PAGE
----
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A complete tool kit sold in a tool box
which contains an RFID tag. The tools
included in the kit al have an RFID Reader
imbedded in them along with a small
circuit. The features are as follows.
When the tools are not placed back in
box within a predetermined amount of
integrated buzzer begins
at short regular intervals. There are 2
buttons on the tool itself: a reset timer
button, and a disable buzzer button. The
reset timer button will allow you to reset
the timer for those jobs that take a little
longer than normal. The disable buzzer
button keeps friends from destroying the
tool you left at their house after it begins
beeping. There is also a section on the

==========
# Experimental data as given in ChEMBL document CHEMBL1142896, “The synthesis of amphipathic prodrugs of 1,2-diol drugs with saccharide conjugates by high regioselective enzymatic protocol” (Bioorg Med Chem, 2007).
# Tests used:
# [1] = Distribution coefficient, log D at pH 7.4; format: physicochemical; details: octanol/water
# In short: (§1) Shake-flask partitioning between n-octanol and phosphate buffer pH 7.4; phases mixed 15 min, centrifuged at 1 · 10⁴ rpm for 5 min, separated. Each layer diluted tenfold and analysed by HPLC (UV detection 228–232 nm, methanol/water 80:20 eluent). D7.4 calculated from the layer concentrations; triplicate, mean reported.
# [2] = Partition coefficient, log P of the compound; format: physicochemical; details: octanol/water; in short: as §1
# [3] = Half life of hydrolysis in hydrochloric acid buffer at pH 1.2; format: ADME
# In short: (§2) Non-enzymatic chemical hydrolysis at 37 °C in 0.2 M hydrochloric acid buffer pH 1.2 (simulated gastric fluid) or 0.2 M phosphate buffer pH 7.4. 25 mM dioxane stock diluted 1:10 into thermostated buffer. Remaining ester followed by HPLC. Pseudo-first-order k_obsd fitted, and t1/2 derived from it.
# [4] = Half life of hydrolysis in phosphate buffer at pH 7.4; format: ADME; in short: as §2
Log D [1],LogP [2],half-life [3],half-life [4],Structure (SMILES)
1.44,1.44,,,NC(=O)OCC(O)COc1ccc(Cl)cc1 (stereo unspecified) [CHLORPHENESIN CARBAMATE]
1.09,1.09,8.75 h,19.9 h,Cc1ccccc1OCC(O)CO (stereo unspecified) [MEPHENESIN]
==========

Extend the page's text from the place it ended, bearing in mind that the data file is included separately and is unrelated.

tool for identifying the owner. This way,
you're helping a friend fix something and
leave your tool there, he will find it when
begins beeping, press the disable buzzer
button, and call you to inform you of the
whereabouts of your tool.
Since the reader built in the chip will
require power, each tool has a moulded
dock in the box which will charge the
internal battery in the tool. This provides
another advantage in that when you start
hearing the beeping, you can look in the
box and clearly see what is not in its
and therefore know what you are looking
for. The box itself will have a power
supply that plugs into the wall, but will
also have a small backup battery to make
[21 Quest]'s smart box
I like mine better... [bleh, Sep 28 2007]
Pull key reel- if you've never seen one
[NotTheSharpestSpoon, Oct 02 2007]
||It sounds like an awfully complicated
solution. I've found that it's simpler to
just buy new tools whenever I can't find
one. For some tools (screwdrivers,
radiator bleed-keys, blocks and [for